I have more energy and have never felt this good. I tell everyone I know about Eat To Live and Eat For Health and will continue to sing Dr. Fuhrman’s praises.





1. Sutherland, E.R., Obesity and asthma. Immunol Allergy Clin North Am, 2008. 28(3): p. 589-602, ix.
2. Canoz, M., et al., The relationship of inflammatory cytokines with asthma and obesity. Clin Invest Med, 2008. 31(6): p. E373-9.
3. Cottrell, L., et al., Metabolic Abnormalities in Children with Asthma. Am J Respir Crit Care Med, 2010.
4. High-fat meals a no-no for asthma patients, researchers find. ScienceDaily. , in American Thoracic Society 2010 International Conference. 2010: New Orleans, LA.


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Comments (3) Read through and enter the discussion with the form at the end
Amber Remington - September 27, 2010 11:07 AM

i wish my parents had had this information when i was a child, while they were ferrying me back and forth to the hospital three or four times a year. four years into my family's nutritarian adventure, and my kids are a million times more healthy than i was when i was at 6 and 9. my younger son began kindergarten a few weeks ago, and takes his lunch every day. his teacher complimented me on those lunches for being so healthy, and on the enthusiasm my son has while eating it! she even asked me to come in to do a healthy cooking demonstration for the class! i've been re-reading all the recipes in Onlyourhealth Your Child, looking for something good to make :) thank you Dr. Fuhrman for indirectly helping me defeat asthma and keep my kids healthy!

mrfreddy - September 29, 2010 7:35 AM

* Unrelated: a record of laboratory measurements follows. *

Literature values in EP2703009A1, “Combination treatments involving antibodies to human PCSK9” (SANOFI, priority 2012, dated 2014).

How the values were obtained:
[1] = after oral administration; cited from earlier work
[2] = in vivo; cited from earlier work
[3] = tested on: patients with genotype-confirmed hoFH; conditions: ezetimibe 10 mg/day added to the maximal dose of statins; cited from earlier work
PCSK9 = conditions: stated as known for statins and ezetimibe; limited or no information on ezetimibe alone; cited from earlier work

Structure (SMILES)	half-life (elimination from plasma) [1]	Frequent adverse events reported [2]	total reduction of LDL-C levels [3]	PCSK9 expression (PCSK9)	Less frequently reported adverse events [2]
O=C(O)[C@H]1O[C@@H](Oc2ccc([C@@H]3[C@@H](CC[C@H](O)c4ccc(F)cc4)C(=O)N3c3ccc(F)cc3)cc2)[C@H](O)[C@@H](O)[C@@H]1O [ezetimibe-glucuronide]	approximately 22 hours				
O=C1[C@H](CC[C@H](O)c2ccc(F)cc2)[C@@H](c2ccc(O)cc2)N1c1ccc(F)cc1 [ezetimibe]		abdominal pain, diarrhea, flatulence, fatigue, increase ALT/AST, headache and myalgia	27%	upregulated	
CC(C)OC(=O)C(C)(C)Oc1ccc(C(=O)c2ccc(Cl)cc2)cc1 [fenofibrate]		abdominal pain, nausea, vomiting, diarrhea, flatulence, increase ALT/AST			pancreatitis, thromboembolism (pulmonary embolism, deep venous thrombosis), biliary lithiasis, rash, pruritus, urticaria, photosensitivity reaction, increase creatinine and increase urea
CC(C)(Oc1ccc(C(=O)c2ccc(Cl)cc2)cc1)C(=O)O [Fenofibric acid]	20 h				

Like so many of the benefits of your diet that I see mentioned here, one can expect the same results from a low carb, whole foods diet that includes copious amounts of animal fat and protein. My asthma disappeared when I started low-carbing eight years ago. Just sayin.

Richard Friedel - December 19, 2010 11:34 AM

A relevant but strangely ignored or not generally known fact about asthma is that the change between weak (asthmatic) and strong (healthy) breathing is dependent on abdominal muscle tension. Slackening the muscles here causes abysmally weak and asthmatic breathing. Training the muscles, for example by “abdominal hollowing” (see Web articles) produces an antiasthmatic effect. Abdominal muscle tension plays a prominent part in Asian martial arts. I tend to breathe asthmatically after an evening meal or in pollen-laden air.
So it is fair to assume that there is a natural breathing spectrum with an asthmatic tendency at one end and Ku Fu or Karate breathing at the other end. For a few words on the Japanese version of Asian breathing see
Breathing powerfully into my lower abdomen with tensed muscles provides an effective cure for me. But then I’ve always been sceptical about medical wisdom on asthma: such a paradoxical and doctor-baffling increase in the last 40 years with modern inhalers. Respectfully, Richard Friedel